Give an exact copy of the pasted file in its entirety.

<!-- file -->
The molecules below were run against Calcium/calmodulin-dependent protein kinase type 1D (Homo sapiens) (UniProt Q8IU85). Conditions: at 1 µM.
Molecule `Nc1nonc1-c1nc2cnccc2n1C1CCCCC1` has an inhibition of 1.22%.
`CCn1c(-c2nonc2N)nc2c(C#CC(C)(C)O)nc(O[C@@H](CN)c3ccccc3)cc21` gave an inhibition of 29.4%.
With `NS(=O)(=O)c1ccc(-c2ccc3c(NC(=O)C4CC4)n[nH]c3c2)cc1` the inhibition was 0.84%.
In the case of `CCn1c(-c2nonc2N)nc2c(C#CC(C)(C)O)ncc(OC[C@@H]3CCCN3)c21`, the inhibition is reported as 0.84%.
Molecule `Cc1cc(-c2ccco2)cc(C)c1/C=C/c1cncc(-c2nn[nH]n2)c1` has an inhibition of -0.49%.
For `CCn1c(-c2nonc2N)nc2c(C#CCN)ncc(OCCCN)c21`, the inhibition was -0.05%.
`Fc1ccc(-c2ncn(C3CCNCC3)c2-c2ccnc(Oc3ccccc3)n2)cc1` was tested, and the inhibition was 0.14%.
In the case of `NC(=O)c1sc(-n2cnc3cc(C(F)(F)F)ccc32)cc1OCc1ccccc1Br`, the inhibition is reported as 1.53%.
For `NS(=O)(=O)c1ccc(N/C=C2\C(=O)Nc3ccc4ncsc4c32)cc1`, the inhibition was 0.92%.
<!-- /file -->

The molecules below were run against Calcium/calmodulin-dependent protein kinase type 1D (Homo sapiens) (UniProt Q8IU85). Conditions: at 1 µM.
Molecule `Nc1nonc1-c1nc2cnccc2n1C1CCCCC1` has an inhibition of 1.22%.
`CCn1c(-c2nonc2N)nc2c(C#CC(C)(C)O)nc(O[C@@H](CN)c3ccccc3)cc21` gave an inhibition of 29.4%.
With `NS(=O)(=O)c1ccc(-c2ccc3c(NC(=O)C4CC4)n[nH]c3c2)cc1` the inhibition was 0.84%.
In the case of `CCn1c(-c2nonc2N)nc2c(C#CC(C)(C)O)ncc(OC[C@@H]3CCCN3)c21`, the inhibition is reported as 0.84%.
Molecule `Cc1cc(-c2ccco2)cc(C)c1/C=C/c1cncc(-c2nn[nH]n2)c1` has an inhibition of -0.49%.
For `CCn1c(-c2nonc2N)nc2c(C#CCN)ncc(OCCCN)c21`, the inhibition was -0.05%.
`Fc1ccc(-c2ncn(C3CCNCC3)c2-c2ccnc(Oc3ccccc3)n2)cc1` was tested, and the inhibition was 0.14%.
In the case of `NC(=O)c1sc(-n2cnc3cc(C(F)(F)F)ccc32)cc1OCc1ccccc1Br`, the inhibition is reported as 1.53%.
For `NS(=O)(=O)c1ccc(N/C=C2\C(=O)Nc3ccc4ncsc4c32)cc1`, the inhibition was 0.92%.